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Upping the Ante on Food Quality: To Premiumize or Not to Premiumize

Hartbeat Exec Q$ 2016Premiumization is the gold standard of contemporization strategies for legacy brands today. In this edition of Hartbeat Exec, To Premiumize or Not to Premiumize, we outline a premiumization agenda for legacy portfolios that is both practical and selective.

Ultimately, premiumization is not a strategy suited to all legacy brands. And when it is done, it should be done carefully by understanding a brand’s symbolic context as well as the most brand-relevant premium attributes driving growth in the brand’s categories.

Here’s a sampling of what you will read about when you download your free copy of this Hartbeat Exec.

To Premiumize or Not to Premiumize

How do you contemporize the product offerings to command increased pricing at, or preferably ahead of, inflation and grab market share?

Light refreshes of the brand are one way: a package graphics re-do, launching some contemporary flavor UPCs, adding more “meat” or “vegetables” to enhance perceived value, highlighting formerly undercommunicated nutritional value, etc.

But none of these very common approaches are what “premiumization” means from a consumer perspective today. Premiumizing a business is about upgrading the perceived quality of its food or beverage offerings through reformulation or through launches that incorporate emerging and compelling sourcing or production-level attributes in your category.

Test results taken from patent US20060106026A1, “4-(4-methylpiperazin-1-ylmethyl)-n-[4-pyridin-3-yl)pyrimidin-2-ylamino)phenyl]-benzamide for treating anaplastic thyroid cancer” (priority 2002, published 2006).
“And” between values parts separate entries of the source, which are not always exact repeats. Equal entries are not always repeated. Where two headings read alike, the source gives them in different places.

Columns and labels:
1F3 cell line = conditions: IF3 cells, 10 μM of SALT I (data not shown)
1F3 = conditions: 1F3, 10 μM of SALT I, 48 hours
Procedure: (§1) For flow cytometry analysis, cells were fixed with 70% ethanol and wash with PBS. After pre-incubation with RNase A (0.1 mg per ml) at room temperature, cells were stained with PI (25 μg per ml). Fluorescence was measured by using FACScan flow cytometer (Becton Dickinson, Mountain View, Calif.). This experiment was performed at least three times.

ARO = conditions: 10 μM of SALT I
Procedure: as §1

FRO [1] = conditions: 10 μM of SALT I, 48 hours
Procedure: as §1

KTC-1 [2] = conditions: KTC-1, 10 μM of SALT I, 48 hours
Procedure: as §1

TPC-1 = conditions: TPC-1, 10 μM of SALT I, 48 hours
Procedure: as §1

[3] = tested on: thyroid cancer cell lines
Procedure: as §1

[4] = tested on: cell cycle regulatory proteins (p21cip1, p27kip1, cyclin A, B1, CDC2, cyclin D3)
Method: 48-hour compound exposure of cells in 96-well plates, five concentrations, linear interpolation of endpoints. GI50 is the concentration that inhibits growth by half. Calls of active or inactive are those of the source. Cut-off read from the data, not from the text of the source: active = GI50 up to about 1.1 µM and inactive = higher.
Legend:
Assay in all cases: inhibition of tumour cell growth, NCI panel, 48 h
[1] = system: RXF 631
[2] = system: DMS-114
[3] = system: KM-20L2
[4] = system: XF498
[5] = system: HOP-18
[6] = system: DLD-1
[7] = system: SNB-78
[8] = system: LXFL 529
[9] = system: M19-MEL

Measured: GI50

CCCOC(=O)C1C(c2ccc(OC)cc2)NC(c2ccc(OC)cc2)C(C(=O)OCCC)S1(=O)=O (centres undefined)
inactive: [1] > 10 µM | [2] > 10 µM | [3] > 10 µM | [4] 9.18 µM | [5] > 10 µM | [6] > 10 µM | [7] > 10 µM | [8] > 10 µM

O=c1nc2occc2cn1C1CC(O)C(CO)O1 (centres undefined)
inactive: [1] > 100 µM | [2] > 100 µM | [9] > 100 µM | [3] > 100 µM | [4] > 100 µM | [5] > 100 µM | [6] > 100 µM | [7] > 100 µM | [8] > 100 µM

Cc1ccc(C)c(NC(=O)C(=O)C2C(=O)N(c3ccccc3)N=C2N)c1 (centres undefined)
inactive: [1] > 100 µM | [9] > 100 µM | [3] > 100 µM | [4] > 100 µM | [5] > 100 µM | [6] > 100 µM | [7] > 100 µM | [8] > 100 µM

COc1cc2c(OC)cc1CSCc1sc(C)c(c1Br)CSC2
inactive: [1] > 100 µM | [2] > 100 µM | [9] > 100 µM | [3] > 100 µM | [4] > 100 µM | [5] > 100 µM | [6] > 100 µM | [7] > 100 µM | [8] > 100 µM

The fastest-growing attributes are ones being introduced primarily to consumers via emerging premium brands, mostly natural and organic ones. Some of the earliest premium attributes to scale were related to emerging consumer notions of nutrition: “whole grains” and “high protein.” But the first premium attribute to spread across the entire industry has actually been the most difficult one: the concept of “natural” processing without artificial or synthetic additives. We find this quite ironic, because the latter is perhaps the hardest attribute with which to justify a price premium for legacy brands (harder than organic).

Why? Because, as we’ve discussed elsewhere, consumers are still not indicating a lot of willingness to pay more for purity by itself in the realm of packaged UPC food/beverage. Natural, even organic, packaged  foods perform better when they offer other attributes and, more importantly, additional benefits beyond purity. If we just reflect on the fastest-growing premium brands from the last decade (Clif, KIND, SkinnyPop, GoGo squeeZ, Naked, Stacy’s, etc.), this becomes clear.

In this issue of Hartbeat Exec, we will share what we have learned so far about the topic of premiumizing legacy brands.

Download your free copy of To Premiumize or Not to Premiumize: Hartbeat Exec Q4 2016


Food & Beverage Occasions Consumer Package Goods Point Of View


As leaders in the study of American food culture, The Hartman Group has been tracking how Americans shop for food since the 1990s. From one-stop shopping to multichannel shopping to online markets and click-and-collect, we continue to track consumers’ evolving perceptions, needs, habits and relationships with food retailers. New to the 2017 report is a special section on the expansion of the discount grocery channel, the emerging fresh-format channel and smaller-footprint retail formats.


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